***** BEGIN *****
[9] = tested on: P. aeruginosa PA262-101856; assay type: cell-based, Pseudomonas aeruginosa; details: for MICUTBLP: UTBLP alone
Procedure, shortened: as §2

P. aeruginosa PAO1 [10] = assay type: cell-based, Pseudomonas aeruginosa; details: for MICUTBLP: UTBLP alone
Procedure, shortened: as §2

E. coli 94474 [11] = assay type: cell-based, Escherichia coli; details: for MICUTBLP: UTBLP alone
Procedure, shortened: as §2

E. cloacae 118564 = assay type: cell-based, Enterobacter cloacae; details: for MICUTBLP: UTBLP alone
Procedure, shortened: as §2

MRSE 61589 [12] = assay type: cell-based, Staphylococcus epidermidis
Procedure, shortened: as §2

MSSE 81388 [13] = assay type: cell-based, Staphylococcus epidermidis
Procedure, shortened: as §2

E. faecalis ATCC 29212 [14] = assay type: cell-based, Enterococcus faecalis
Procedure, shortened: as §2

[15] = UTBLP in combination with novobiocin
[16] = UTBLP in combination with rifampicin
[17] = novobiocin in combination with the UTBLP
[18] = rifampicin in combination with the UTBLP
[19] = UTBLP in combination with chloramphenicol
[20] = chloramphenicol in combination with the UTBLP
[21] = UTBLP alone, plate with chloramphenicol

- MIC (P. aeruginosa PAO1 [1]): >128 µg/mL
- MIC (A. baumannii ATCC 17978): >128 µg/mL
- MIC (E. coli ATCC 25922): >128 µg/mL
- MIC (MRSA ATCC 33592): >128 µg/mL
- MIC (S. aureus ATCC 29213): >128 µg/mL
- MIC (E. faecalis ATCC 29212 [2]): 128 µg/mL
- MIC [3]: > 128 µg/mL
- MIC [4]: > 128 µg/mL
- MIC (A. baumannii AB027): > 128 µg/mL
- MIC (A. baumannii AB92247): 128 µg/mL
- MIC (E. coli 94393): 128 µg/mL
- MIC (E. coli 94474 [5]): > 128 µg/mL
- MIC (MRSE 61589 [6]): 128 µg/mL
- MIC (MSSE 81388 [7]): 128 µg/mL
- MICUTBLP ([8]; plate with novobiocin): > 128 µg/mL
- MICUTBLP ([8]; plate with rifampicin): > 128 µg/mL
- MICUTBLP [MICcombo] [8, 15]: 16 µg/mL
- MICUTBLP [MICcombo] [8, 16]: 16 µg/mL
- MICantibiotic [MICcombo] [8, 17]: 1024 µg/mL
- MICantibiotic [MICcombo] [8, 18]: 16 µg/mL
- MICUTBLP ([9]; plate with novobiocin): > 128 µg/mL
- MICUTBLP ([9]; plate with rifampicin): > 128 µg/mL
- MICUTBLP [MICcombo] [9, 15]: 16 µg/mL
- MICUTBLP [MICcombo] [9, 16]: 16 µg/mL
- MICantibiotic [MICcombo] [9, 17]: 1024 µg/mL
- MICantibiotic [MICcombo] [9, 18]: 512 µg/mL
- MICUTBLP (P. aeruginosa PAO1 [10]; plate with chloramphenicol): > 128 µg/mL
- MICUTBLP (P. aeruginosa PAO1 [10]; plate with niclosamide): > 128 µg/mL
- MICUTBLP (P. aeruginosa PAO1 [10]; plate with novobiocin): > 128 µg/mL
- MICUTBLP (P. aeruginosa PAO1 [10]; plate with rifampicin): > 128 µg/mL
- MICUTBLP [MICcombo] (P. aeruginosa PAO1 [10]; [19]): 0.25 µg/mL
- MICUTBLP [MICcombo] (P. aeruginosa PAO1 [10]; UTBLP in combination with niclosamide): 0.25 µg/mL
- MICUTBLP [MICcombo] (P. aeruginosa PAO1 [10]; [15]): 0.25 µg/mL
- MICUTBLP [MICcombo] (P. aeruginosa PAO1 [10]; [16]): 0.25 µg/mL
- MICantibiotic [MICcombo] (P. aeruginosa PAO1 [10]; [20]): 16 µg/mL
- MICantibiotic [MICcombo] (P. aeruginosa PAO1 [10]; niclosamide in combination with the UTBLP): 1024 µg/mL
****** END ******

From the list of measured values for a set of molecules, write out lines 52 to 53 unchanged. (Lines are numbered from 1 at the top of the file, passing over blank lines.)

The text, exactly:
- MICUTBLP [MICcombo] (P. aeruginosa PAO1 [10]; [19]): 0.25 µg/mL
- MICUTBLP [MICcombo] (P. aeruginosa PAO1 [10]; UTBLP in combination with niclosamide): 0.25 µg/mL